Unhappy Hipsters In the evenings, they’d shine a light over the glass panel, giggling at the shadows as mother darted around in her subterranean cell. (Photo: Jonas Bjerre-Polsen; Dwell) Filed under Case Study 73: Sassy Pants Their overzealous parenting style extended to all aspects of their Montessori curriculum; for this week’s lesson on duality, they renovated the home accordingly. The Maths behind "NUMB3RS" LARRY (cont'd) At the request of the bride and groom, I will keep my remarks short and non-technical. As you know, there are four fundamental forces in physics: electromagnetism, strong nuclear interaction, weak nuclear interaction, and gravity. The liquid-drop model in nuclear physics was originally proposed by George Gamow and developed by Hans Bethe and Carl von Weizsäcker in the 1930s. It treats the nucleus as an incompressible fluid of protons and neutrons bound together by the strong nuclear force. It treats the nucleus as an incompressible fluid of protons and neutrons bound together by the strong nuclear force.

Qatar Science & Technology Park, Doha by Woods Bagot All images, plans and information courtesy of Woods Bagot. Copyright by desMena. Woods Bagot’s new science park in Qatar looks to stimulate creativity and incubate knowledge among some of the country’s best and brightest scientific minds. From day one, the brief called for Oxford Science Park. It called for a network of typical 2-storey glass boxes that overlooked a series of car parks. In fact, the client cited the UK’s Stockley Park, Cambridge and Oxford Science Park as models from which the first concept designs of Qatar Science & Technology Park (QSTP) should be moulded.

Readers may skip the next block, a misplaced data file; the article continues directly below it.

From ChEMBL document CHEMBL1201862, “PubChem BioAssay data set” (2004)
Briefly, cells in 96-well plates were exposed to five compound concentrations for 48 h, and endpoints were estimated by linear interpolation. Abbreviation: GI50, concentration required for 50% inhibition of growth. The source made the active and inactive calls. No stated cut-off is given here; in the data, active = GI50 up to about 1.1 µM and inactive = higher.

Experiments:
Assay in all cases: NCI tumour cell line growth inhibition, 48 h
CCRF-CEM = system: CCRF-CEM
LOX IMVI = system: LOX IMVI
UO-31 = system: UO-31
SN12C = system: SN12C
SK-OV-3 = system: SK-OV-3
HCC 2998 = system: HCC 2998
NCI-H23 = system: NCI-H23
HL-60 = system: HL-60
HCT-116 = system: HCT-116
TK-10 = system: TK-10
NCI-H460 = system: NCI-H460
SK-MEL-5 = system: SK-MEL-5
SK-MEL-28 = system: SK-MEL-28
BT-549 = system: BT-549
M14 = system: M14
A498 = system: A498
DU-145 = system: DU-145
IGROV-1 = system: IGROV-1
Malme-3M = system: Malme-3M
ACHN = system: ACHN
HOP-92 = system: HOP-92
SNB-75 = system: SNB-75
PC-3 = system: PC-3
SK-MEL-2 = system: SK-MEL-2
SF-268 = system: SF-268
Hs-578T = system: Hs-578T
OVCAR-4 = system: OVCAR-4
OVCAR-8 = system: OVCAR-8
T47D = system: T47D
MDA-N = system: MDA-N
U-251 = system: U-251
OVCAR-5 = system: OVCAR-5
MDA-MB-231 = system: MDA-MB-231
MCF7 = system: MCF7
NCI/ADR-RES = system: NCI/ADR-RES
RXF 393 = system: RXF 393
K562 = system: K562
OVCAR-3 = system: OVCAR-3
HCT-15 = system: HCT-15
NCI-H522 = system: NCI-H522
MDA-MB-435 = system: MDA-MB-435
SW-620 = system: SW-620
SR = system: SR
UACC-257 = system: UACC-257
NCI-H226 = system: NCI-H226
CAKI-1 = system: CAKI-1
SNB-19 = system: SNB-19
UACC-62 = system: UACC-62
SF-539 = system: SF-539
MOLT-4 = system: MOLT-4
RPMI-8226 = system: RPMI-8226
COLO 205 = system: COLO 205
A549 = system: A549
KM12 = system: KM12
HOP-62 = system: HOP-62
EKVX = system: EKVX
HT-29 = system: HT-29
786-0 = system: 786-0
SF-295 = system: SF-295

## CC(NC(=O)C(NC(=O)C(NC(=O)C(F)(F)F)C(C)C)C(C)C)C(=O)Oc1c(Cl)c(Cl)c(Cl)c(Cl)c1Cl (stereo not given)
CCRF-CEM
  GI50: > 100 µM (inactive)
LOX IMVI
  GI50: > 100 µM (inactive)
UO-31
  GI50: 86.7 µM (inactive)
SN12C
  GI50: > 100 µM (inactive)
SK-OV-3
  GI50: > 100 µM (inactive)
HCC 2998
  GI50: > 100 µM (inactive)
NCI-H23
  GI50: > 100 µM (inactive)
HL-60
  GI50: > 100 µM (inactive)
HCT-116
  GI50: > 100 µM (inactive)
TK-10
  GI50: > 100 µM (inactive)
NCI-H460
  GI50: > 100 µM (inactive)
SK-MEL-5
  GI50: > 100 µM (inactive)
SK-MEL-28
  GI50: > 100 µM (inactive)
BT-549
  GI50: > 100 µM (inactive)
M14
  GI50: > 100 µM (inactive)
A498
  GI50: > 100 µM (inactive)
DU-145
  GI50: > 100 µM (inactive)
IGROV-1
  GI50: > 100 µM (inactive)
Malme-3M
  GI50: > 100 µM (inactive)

Benoit Mandelbrot Benoît B. Mandelbrot[note 1][note 2] (20 November 1924 – 14 October 2010) was a Polish-born, French and American mathematician, noted for developing a "theory of roughness" in nature and the field of fractal geometry to help prove it, which included coining the word "fractal". He later discovered the Mandelbrot set of intricate, never-ending fractal shapes, named in his honor.[7] Alpha to See Dramatic Functionality Enhancements Posted by Most of our users are aware that we release a new version of Wolfram|Alpha every week. Each version includes countless changes—including regular data updates to hundreds of sources, improvements to our natural-language parser and other core frameworks, and completely new areas of coverage. This blog usually focuses on new datasets and functionality, and if you’ve been reading it recently, you know we’ve made some huge additions in just the last couple of months.

Europe 2009 – April 23: Southern Finland tour – Paimio Sanatorium 1 Our first stop was the Paimio Sanatorium, one of Aalto's early and quite well-known projects; it was a tuberculosis sanatorium, sited purposely out in the wilderness, and it was completed in 1932. Toward the front entrance, the spreading wings in view to each side. The cafeteria/library wing. Whimsical canopy is whimsical. Lots of curves. Wolfram Research Coordinates: Wolfram Research is a private company that makes computation software. The founder and CEO of Wolfram Research is Stephen Wolfram, an English scientist and author, who maintains close involvement with the development of Mathematica. The primary software product of Wolfram Research is the program Mathematica, an environment for technical computing, which has, as of January 2013, undergone an upgrade to version 9.01. Other products include Wolfram SystemModeler, Wolfram Workbench, Mathematica Link for Excel,[1] gridMathematica, Wolfram Finance Platform and webMathematica. The company launched Wolfram Alpha, an answer engine on 16 May 2009.